This features a barometric altimeter, compass, accelerometer, and optical heart rate sensor in addition to a GPS sensor. The GPS is perhaps the feature that differentiates it the most from similar fitness bands on the market. This allows for a more accurate recording of your running mileage, duration, and pace, in addition to route planning for your various runs. It also makes it possible to train without the use of a smartphone, which is something that is essential for runners who take their sport seriously.

Garmin products have a good reputation for having respectable battery lives, and the Vivosport is not an exception. On a single charge, the tracker can stay powered for up to a week, and it can run GPS for up to eight hours. That’s really excellent, and it should be plenty to run the marathon with the GPS turned on.

Features 

In spite of its compact size, the Vivosport has all of the fitness monitoring capabilities that are available from Garmin. This contains pretty much everything that you would receive with its larger brother, the “Jack of all trades” Vivoactive 3, with the exception of a few of the applications for particular sports and Garmin Pay.

The wearable device provides data on the number of steps taken, the number of calories burned, the distance travelled, the user’s heart rate, the number of floors climbed, and the quality of sleep. Because it employs typical Garmin sensors, you may anticipate an accuracy that is within the limit you would anticipate.

You will also receive motivating messages at various points during the day, and if you are having an especially sedentary day, the tracker will encourage you to get up and move about. There is also automatic activity detection, which means that you will earn credit even if you fail to enter an exercise. This feature ensures that you will always be able to track your progress.

You will remain linked to your loved ones thanks to first and third-party smartphone alerts; however, you will need to utilise your phone in order to fully read the messages that are sent to you. Reading them is made more difficult by the little screen, but it’s not ideal either. It is possible to dismiss alerts with a swipe, which is a feature that functions effectively. Additionally, you’ll have control over your music right from the fitness band.

While it is possible to check a variety of statistics on the trackers themselves, doing so is going to be a lot simpler if you use the companion smartphone app instead. The Connect app is utilised by all Garmin devices, including the Vivosport. The app is jam-packed with information, but it is not as user-friendly as some of the other solutions that are currently available. If you explore around for a sufficient amount of time, you will locate the information that you are seeking.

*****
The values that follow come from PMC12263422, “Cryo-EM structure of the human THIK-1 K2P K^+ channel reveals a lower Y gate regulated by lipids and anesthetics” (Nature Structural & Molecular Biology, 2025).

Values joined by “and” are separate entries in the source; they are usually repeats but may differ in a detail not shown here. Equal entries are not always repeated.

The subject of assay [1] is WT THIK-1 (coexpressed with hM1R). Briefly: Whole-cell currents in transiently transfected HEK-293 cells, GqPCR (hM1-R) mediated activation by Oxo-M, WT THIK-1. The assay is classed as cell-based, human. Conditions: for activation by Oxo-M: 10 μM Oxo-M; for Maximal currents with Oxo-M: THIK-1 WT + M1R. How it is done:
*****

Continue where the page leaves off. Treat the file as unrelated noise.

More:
Following a recent upgrade, the app’s interface is now much easier to browse. The primary dashboard now compiles a summary of your daily and weekly information in the form of tiles, which can be viewed at a glance. 

If you tap on any of the metrics, you will be directed to pages that have detailed breakdowns of the data. The dashboard of the website has a great deal of additional, detailed information, as well as choices for exporting your statistics.

Your measurements for sleep are broken down by the programme into three categories: deep sleep, light sleep, and awake time. What is lacking here is the REM phase, which is information that can be found on some of Garmin’s more advanced devices. The application will, on occasion, provide you with a Sleep Insight, which will either provide you with tips on how to increase the amount of time you spend sleeping or information on how your sleeping habits compared to those of other people.

Additionally, Vivosport is inherited by Garmin’s stress monitoring function, which uses the readings of your heart rate variability (small differences in the intervals between consecutive heartbeats). This is something that can be monitored on a daily basis using the fitness band, and its progression can be viewed using the Garmin Connect app. Sessions of deep breathing and focused relaxation will be provided to you in order to relieve any anxiety you may be experiencing.

The optical heart rate detector on most of Garmin’s other fitness trackers is the same as the one found in the Garmin Vivosmart HR. The one and only change is that it is now positioned such that it is flush against the rear. During your workout, the sensor will provide you with specific heart rate readings and zone information, and first thing in the morning, it will record your heart rate at rest.

After putting the device through a series of tests, I determined that it had a good performance. The most significant advancement here is the incorporation of a GPS receiver inside the device itself, as was just indicated. This enables you to keep track of your running and cycling without having to rely on the GPS signal from your smartphone. It gives you the ability to utilise the fitness band in much the same way that you would use a sports watch.